Facebook intends to implement end-to-end encryption despite DOJ pressure

Two of the company's executives have written to the Department of Justice as Congress prepares to look closely at the issue.
Attendees walk past a Facebook logo during the company's F8 developers conference in San Jose, California, on April 30, 2019. (REUTERS / Stephen Lam)

Facebook is not giving in to Department of Justice demands on weakening encryption, according to a new letter the company sent to U.S. Attorney General Bill Barr and acting Secretary of Homeland Security Chad Wolf on Monday.

“Cybersecurity experts have repeatedly proven that when you weaken any part of an encrypted system, you weaken it for everyone, everywhere,” Will Cathcart, vice president and head of WhatsApp, and Stan Chudnovsky, vice president and head of Facebook Messenger, wrote in the letter, which CyberScoop acquired. “The ‘backdoor’ access you are demanding for law enforcement would be a gift to criminals, hackers and repressive regimes, creating a way for them to enter our systems and leaving every person on our platforms more vulnerable to real-life harm.”

The letter comes as tech companies, privacy experts, lawmakers and government agencies continue to debate how law enforcement can track criminals when they are “going dark” by using encrypted commercially available communications and web browsing tools. Facebook’s letter reiterated the stance of many in the industry.

“It is simply impossible to create such a backdoor for one purpose and not expect others to try and open it,” Cathcart and Chudnovsky wrote.


Just a few months ago the Department of Justice — along with the Department of Homeland Security, U.K. Home Secretary Priti Patel and Australian Minister of Home Affairs Peter Dutton — asked Facebook to delay a rollout of end-to-end encryption across its messaging platforms — WhatsApp, Instagram, and Facebook Messenger.

The officials cited concerns that Facebook’s plans to do so would prevent the DOJ from pursuing child sex abusers that use the platform for their miscreant ways, but the argument isn’t holding water with Facebook.

Cathcart and Chudnovsky were adamant that allowing the DOJ access to some communications would be weakening security for everyone else seeking to use their platforms.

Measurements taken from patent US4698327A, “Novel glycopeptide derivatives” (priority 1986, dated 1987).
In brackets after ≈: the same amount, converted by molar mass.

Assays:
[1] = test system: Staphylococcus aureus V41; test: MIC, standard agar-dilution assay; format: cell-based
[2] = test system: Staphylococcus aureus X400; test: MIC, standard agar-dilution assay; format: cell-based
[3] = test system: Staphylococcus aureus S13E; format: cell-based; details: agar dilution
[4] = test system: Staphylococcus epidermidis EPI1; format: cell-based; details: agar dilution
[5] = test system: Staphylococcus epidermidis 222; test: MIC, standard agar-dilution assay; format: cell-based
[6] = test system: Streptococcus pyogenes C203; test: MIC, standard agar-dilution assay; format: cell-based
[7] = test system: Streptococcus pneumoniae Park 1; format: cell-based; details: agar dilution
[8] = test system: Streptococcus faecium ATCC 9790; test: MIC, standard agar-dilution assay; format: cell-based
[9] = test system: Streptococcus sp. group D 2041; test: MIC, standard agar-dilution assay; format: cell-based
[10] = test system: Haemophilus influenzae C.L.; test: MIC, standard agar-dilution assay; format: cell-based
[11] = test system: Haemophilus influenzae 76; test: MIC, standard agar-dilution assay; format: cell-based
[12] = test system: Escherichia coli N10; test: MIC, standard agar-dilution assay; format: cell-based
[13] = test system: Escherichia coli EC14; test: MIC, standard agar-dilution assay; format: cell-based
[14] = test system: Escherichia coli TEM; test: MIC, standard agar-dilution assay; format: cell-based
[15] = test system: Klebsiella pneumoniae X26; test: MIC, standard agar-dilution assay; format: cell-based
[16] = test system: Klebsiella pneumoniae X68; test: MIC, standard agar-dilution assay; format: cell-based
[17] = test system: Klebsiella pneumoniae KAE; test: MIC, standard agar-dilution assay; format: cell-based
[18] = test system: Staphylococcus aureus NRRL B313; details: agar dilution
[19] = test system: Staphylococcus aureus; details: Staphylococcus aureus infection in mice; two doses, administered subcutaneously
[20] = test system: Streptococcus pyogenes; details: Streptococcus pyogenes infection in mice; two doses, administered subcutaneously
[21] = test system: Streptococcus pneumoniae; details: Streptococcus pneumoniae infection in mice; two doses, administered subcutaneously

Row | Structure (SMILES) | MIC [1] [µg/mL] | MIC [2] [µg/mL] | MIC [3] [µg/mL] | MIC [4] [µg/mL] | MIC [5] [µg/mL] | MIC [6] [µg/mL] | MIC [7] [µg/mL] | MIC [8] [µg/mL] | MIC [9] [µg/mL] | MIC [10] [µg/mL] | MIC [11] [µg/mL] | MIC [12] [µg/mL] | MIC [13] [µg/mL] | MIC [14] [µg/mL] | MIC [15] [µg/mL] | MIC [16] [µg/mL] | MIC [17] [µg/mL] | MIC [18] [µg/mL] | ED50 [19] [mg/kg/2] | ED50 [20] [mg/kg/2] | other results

“The real winners would be anyone seeking to take advantage of that weakened security,” they wrote. “The fact that these messages are encrypted [is] the first line of defense, as it keeps them safe from cyber attacks and protected from falling into the hands of criminals,” as well as governments and hackers, they note.

Lawmakers are beginning to closely examine the issue — the first congressional hearing on the renewed encryption battle kicked off before the Senate Judiciary Committee on Tuesday. Several lawmakers from both sides of the aisle, including Sens. Lindsey Graham, R-S. Carolina, Sen. Dianne Feinstein, D-Calif., and Joni Ernst, R-Iowa, expressed interest in legislating on the matter if Silicon Valley does not provide a solution of its own.


“I’m not about to create a safe haven for criminals where they can plan their misdeeds,” said Graham, who serves as chair of the committee. “You’re going to find a way to do this or we’re going to do it for you.”

It wasn’t immediately clear what form any possible legislation would take. Feinstein told CyberScoop after the hearing her “sense is to do a bill in a limited form,” indicating she is more interested in access to devices found at crime scenes or implicated in crimes than amending Communications Assistance for Law Enforcement Act (CALEA) and dealing with access to online communications software.

Feinstein wouldn’t detail when she thought Congress should act. But Sen. Richard Blumenthal, D-Conn., said time is running out for big tech.

“Right now big tech enjoys uniquely — and I want to emphasize uniquely — almost complete immunity from legal responsibility,” Blumenthal said during the hearing. “That will end because the American people are losing patience … That kind of immunity will be short-lived if big tech isn’t able to do better.”

Deputy Assistant Attorney General Brad Wiegmann indicated last week that he was supportive of a legislative solution to the issue, noting that the DOJ may be interested in pushing its encryption designs on other tech titans asides from Facebook, possibly teeing up a larger battle.


Wiegmann would not specify what kind of legislation he would be supportive of or on what timeline it should come. When asked if he or the DOJ supported the idea of amending CALEA, he declined to comment.

Silicon Valley and DOJ at loggerheads

Facebook said it will continue to try helping the DOJ catch criminals by sharing information on child sex abusers.

“We will continue to respond to valid legal requests for the information we have available. We will also continue to prioritize emergencies, such as terrorism and child safety,” they wrote.

The DOJ has raised concerns that access to sexually abusive content will be drastically reduced if end-to-end encryption rolls out.


“We will no longer be able to see these child sexual abuse messages,” Wiegmann said at a CATO conference last week. “There is no substitute for seeing the content.”

Facebook said it will continue to work with the governments of the U.S., the U.K., and Australia to collaborate on solutions for sharing information even as it rolls out end-to-end encryption.

“We continue to commit to ongoing consultation as we build our product over the next couple of years. Every month we meet with officials from your governments to continue these conversations and we will continue to do so,” Cathcart and Chudnovsky wrote.

You can read the full letter from Facebook to U.S., U.K., and Australian officials below.

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